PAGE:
How would you like to change your smile?
First impressions count. In the UK it has been shown that half of us make instant judgements on people based on their smile. So how can you change things? Stained teeth can be polished to remove those tea, coffee and wine stains. Teeth can be lightened if you prefer a lighter brighter smile by tooth bleaching. This is an easy and safe procedure, which works extremely well in the vast majority of cases. Teeth that are chipped, cracked or have gaps between them can be improved with a technique called bonding which allows tooth-coloured composite resin materials to be added to the tooth surface. For major changes in your smile, veneers and crowns are often the answer; while missing teeth can be replaced with bridges or implants.
Six simple steps for a gorgeous grin:
Brush your teeth properly Most people spend less than 30 seconds; ideally you need to spend 2 3 minutes. Consider investing in an electric toothbrush
Dont brush too hard this can cause receding gums, worn roots, sensitive and notched teeth.
Try to brush before meals this will remove the plaque, then afterwards rinse out with water, swish with a mouthrinse or chew some sugar-free gum. You will be reducing the time your mouth is acidic and reducing the risk of decay.
Floss your teeth this will remove debris and bacteria from between your teeth and reduce the risk of decay and gum problems. Interdental brushes eg: Tepe brushes are a good alternative.
Avoid food and drinks that can stain your teeth.
Finally, one for the women dark coloured lipstick can make your teeth look whiter by comparison. If your teeth are yellowish, avoid orangey coloured lipstick as these just emphasise the yellow hues.
We believe children of all ages benefit from visiting us regularly. It allows the dentist to spot any problems at an early stage; it allows the youngster to build up confidence and for us to demonstrate good techniques at this formative stage. We recommend parents bring their children soon after they are born, as it is never too young to start.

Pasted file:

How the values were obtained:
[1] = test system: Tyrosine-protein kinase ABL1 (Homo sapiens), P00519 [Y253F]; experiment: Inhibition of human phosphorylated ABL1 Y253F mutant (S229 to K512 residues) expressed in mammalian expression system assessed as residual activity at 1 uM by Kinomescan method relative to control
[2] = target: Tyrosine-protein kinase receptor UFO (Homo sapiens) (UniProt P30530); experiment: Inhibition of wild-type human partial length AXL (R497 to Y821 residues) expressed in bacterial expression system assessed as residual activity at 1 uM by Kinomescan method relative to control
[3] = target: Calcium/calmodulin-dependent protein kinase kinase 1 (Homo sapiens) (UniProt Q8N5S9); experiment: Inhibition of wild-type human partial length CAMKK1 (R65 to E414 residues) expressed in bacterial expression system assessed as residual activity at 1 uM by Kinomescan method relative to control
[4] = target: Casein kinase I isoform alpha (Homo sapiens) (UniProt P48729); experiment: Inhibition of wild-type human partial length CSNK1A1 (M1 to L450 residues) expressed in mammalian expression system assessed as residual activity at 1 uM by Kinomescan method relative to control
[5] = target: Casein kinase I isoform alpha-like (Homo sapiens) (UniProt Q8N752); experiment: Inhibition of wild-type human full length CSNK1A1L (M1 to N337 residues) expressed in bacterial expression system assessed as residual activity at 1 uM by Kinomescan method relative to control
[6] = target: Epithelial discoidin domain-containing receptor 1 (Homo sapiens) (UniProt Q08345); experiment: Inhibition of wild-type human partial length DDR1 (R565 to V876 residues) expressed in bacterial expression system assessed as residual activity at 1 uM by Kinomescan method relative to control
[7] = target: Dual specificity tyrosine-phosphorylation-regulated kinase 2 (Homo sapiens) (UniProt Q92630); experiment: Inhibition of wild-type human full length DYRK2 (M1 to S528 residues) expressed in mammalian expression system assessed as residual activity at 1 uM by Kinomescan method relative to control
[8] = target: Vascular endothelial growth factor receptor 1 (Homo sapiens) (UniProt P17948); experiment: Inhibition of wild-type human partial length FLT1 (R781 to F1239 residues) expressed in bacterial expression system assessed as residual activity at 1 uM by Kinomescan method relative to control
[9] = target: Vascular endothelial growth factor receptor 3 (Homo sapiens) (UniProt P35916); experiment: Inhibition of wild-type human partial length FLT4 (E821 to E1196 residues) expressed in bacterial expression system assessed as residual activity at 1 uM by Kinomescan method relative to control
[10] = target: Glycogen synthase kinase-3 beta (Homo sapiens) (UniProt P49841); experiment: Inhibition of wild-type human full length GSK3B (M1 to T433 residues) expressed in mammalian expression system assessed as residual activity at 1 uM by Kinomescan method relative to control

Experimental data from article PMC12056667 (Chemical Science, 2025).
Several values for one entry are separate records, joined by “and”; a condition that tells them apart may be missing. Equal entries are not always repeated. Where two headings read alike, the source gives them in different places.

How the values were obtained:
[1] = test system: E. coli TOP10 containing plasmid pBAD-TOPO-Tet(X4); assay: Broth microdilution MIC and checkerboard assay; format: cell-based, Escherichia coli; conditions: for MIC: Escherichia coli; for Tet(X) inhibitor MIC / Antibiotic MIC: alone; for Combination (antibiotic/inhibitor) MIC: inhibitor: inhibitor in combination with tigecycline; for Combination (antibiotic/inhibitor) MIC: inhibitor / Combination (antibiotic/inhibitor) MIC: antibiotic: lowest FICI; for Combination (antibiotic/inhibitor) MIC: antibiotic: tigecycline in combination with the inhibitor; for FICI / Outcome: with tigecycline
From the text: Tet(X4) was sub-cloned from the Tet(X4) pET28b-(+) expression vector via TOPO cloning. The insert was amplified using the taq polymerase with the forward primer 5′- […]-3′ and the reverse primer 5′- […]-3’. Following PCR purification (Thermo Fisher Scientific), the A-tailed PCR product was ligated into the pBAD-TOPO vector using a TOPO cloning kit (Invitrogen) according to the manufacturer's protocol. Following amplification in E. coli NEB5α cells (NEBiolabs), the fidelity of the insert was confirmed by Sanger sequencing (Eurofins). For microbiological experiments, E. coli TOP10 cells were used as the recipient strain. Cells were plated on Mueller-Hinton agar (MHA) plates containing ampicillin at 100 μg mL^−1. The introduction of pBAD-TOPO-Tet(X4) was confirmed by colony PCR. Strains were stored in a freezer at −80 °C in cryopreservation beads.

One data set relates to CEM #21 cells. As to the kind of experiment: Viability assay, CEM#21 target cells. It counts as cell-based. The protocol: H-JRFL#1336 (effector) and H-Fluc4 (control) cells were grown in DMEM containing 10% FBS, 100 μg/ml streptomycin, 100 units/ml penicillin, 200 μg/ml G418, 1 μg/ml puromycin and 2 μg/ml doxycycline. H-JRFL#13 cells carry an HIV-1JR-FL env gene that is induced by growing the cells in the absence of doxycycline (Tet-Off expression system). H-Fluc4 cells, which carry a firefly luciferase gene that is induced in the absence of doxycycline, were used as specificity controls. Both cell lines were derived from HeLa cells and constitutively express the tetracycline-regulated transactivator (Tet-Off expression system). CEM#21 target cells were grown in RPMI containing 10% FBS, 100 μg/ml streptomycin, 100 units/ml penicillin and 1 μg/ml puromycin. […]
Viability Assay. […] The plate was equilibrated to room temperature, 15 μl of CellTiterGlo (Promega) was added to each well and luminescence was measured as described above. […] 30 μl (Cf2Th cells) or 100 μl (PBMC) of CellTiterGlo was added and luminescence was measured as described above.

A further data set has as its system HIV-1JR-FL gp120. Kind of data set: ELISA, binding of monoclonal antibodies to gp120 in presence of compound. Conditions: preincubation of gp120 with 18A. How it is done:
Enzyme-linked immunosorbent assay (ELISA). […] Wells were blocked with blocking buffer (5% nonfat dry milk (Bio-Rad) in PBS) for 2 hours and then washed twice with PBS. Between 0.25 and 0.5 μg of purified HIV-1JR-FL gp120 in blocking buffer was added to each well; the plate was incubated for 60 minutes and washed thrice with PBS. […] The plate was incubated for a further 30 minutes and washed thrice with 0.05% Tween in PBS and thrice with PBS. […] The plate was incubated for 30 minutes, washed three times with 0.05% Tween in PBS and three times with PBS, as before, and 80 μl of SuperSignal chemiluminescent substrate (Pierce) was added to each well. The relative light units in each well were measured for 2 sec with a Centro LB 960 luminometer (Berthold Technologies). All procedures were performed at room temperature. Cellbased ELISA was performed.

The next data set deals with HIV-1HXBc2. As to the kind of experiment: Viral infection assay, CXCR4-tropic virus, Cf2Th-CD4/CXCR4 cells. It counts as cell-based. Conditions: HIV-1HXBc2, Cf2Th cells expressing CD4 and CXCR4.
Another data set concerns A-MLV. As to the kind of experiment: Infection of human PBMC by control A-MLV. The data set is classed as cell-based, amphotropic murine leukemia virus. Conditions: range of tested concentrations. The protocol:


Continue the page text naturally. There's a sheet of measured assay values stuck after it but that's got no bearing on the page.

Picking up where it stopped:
One question we are often asked is whether thumb sucking will cause problems later. It is a perfectly normal activity but can be gently discouraged from the fairly early age of about two. However, after the permanent teeth start to appear, usually at around the age of six, it should be positively discouraged explaining that it is best to stop thumb sucking as the teeth need to come through straight. Try weaning your child off gradually, offering praise and encouragement, and consider offering rewards when certain milestones are reached, such as not thumb sucking for a whole day.
We have provided a play area under the stairs, which we hope helps make the time here fun. For their own safety and for the benefit of our adult patients who would prefer to sit and read in peace, we do request that parents keep their children quietly under control at all times while in the Practice.
Please use the local side roads or the car park off Brewery Road. Parking vouchers are needed when using the local side roads and can be purchased at the reception desk for immediate use or can be kept for future visits.